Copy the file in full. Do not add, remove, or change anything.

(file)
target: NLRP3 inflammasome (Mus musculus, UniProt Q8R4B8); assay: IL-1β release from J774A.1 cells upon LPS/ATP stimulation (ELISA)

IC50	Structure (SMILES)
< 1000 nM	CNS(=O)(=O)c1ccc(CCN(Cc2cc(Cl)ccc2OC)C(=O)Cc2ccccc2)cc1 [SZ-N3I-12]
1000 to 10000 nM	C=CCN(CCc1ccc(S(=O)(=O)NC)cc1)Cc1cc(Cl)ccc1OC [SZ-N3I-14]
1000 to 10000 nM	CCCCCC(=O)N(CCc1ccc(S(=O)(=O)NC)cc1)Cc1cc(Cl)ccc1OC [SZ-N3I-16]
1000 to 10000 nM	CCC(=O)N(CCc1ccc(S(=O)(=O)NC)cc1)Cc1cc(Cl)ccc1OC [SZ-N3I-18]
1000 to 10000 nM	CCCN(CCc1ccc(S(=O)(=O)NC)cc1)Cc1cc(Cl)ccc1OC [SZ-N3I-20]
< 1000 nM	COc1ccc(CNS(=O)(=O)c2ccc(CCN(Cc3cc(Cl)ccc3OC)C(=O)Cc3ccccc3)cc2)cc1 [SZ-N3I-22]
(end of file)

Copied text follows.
target: NLRP3 inflammasome (Mus musculus, UniProt Q8R4B8); assay: IL-1β release from J774A.1 cells upon LPS/ATP stimulation (ELISA)

IC50	Structure (SMILES)
< 1000 nM	CNS(=O)(=O)c1ccc(CCN(Cc2cc(Cl)ccc2OC)C(=O)Cc2ccccc2)cc1 [SZ-N3I-12]
1000 to 10000 nM	C=CCN(CCc1ccc(S(=O)(=O)NC)cc1)Cc1cc(Cl)ccc1OC [SZ-N3I-14]
1000 to 10000 nM	CCCCCC(=O)N(CCc1ccc(S(=O)(=O)NC)cc1)Cc1cc(Cl)ccc1OC [SZ-N3I-16]
1000 to 10000 nM	CCC(=O)N(CCc1ccc(S(=O)(=O)NC)cc1)Cc1cc(Cl)ccc1OC [SZ-N3I-18]
1000 to 10000 nM	CCCN(CCc1ccc(S(=O)(=O)NC)cc1)Cc1cc(Cl)ccc1OC [SZ-N3I-20]
< 1000 nM	COc1ccc(CNS(=O)(=O)c2ccc(CCN(Cc3cc(Cl)ccc3OC)C(=O)Cc3ccccc3)cc2)cc1 [SZ-N3I-22]